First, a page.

Thursday, February 19, 2009

Scary Stuff

Like Facebook? Apparently, this site, once beloved by teenagers, has become popular with a wider audience. (Take that either way.) However, people who use the site are giving their pictures, emails, comments, and other content to fellow users and to the owners of the site. Even if a user deletes content, it is still archived. Think about your online content. I’ve often warned my students that anything online is as private as a movie poster on display. Anyone who ever wants to get or keep a job should consider what might happen if such content makes it to an employer.

Remember the “lead in toys from China” scare last year? So does our federal government. While growing up in rural Georgia, I had a minibike, my sister had a go-cart, and I rode numerous motorcycles over the years, everything from a Honda 65 to my dad’s Suzuki 1000 four cylinder. Kids are going to be giving up their rides, however. The illustrious “nanny-state” congress passed a law to regulate lead content in toys for children under twelve. This means that any item for youngsters, including mini bikes, motorcycles, and go-carts, would have to be tested and proven lead free. It is tough to make a battery without it, so manufacturers and dealers who sell these products just withdrew them from sale. Some parents are now filled with relief to know that the United States government doing their all to keep elementary and middle school age kids from chewing on their motorbikes.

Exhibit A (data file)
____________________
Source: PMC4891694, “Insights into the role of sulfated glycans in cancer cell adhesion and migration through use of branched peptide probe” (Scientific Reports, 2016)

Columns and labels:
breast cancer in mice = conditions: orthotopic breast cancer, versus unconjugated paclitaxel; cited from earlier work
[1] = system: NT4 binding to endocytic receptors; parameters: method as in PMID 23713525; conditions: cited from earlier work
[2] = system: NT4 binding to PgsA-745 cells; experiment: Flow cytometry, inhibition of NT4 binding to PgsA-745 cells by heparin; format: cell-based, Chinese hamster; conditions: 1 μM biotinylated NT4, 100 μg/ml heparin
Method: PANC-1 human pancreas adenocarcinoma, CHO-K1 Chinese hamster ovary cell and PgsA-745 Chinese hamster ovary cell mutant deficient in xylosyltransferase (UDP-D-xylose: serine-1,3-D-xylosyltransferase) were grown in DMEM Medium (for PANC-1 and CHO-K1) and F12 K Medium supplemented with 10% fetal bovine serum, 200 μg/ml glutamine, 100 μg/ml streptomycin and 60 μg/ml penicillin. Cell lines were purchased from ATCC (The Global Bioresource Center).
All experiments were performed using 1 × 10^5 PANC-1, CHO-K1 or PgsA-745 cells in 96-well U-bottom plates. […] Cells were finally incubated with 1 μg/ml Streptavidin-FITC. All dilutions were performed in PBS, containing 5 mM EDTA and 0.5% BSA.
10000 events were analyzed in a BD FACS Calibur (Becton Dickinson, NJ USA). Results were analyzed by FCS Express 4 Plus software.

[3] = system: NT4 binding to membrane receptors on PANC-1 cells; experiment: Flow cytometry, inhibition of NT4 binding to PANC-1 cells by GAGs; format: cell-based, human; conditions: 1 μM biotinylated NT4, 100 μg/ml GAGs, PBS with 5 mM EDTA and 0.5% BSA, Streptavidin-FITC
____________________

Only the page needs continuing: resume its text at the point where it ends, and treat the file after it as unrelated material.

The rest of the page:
Recently, my sister and I were seated together at a babyshower. The hostess stated that we’d be playing a game, and sister rolled her eyes and said, “Oh, no. The last one I went to had the 'poopy diaper' game, and we were to identify the contents of the soiled diaper.”

“Say what?” I responded. Sister went on to explain the game in more detail. Okay, it has been a while since I had a baby, but I was appalled by this apparently popular baby shower time waster, wherein the hostess melts various chocolate candies into disposable diapers, and participants are to figure out which diaper has the Reeses and which one has the Andes mints via appearance and smell. Yuck! Voltaire once said, “Common sense is not so common.” Thankfully, my young cousins, who were hostessing, chose more conventional games, such as matching children with their celebrity parents. Alas, I was horrible at the game, because I did not know most of those “famous” people. I did enjoy visiting with aunts and cousins. My second cousin, who was being “showered,” got enough stuff to handle a litter, so it was no doubt good for our ailing economy.

Here is a brief update to this post. A young woman across the pond lost her job when she said that it was "boring" on Facebook.

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